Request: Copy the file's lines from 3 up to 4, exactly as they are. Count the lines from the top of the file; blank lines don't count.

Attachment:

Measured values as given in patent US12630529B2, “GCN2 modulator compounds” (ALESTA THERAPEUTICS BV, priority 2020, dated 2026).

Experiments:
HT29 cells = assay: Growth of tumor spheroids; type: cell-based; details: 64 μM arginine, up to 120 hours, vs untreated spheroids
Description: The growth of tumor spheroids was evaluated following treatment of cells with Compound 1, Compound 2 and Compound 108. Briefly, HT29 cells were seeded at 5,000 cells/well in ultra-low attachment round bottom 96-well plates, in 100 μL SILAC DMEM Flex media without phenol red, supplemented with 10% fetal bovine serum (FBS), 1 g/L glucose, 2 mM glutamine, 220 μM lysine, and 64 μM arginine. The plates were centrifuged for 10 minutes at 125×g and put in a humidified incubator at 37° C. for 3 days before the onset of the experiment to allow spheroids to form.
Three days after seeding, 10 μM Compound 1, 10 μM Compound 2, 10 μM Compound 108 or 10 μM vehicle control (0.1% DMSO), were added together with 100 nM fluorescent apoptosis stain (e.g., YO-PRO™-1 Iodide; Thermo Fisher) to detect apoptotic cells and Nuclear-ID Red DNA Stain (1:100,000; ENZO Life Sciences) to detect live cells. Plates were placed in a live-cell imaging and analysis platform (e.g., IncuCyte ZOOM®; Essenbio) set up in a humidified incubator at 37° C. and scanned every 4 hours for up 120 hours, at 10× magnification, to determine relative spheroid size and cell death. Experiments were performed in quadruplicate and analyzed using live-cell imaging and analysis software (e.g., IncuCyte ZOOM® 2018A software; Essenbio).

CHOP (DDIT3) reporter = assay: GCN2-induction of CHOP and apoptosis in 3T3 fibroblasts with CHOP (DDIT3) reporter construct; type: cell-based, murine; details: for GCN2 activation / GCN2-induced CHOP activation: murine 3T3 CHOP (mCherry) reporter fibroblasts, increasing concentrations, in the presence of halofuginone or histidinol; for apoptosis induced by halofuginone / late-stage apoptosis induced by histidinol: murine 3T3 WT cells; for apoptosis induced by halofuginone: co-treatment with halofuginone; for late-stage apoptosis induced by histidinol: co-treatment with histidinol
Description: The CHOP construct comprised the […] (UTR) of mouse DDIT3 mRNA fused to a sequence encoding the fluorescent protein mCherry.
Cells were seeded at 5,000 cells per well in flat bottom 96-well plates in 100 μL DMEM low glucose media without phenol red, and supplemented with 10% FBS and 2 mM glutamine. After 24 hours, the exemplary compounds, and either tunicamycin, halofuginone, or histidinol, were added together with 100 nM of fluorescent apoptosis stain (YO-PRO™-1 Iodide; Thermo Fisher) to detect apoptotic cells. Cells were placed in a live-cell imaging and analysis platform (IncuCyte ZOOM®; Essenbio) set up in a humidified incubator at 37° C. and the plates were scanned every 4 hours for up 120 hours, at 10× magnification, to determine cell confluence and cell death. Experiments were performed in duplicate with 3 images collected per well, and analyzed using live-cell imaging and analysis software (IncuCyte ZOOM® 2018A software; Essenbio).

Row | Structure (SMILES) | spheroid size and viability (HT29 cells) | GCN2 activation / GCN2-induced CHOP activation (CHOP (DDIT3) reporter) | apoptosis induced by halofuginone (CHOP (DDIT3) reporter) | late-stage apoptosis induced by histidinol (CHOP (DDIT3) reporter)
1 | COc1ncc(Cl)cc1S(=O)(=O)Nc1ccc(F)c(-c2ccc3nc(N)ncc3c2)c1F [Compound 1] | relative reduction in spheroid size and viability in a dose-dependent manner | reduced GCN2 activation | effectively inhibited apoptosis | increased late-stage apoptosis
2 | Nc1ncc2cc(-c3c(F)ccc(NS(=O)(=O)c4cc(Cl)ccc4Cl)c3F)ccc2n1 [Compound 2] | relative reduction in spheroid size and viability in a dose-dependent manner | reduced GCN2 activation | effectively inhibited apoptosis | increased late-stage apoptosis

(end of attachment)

HT29 cells = assay: Growth of tumor spheroids; type: cell-based; details: 64 μM arginine, up to 120 hours, vs untreated spheroids
Description: The growth of tumor spheroids was evaluated following treatment of cells with Compound 1, Compound 2 and Compound 108. Briefly, HT29 cells were seeded at 5,000 cells/well in ultra-low attachment round bottom 96-well plates, in 100 μL SILAC DMEM Flex media without phenol red, supplemented with 10% fetal bovine serum (FBS), 1 g/L glucose, 2 mM glutamine, 220 μM lysine, and 64 μM arginine. The plates were centrifuged for 10 minutes at 125×g and put in a humidified incubator at 37° C. for 3 days before the onset of the experiment to allow spheroids to form.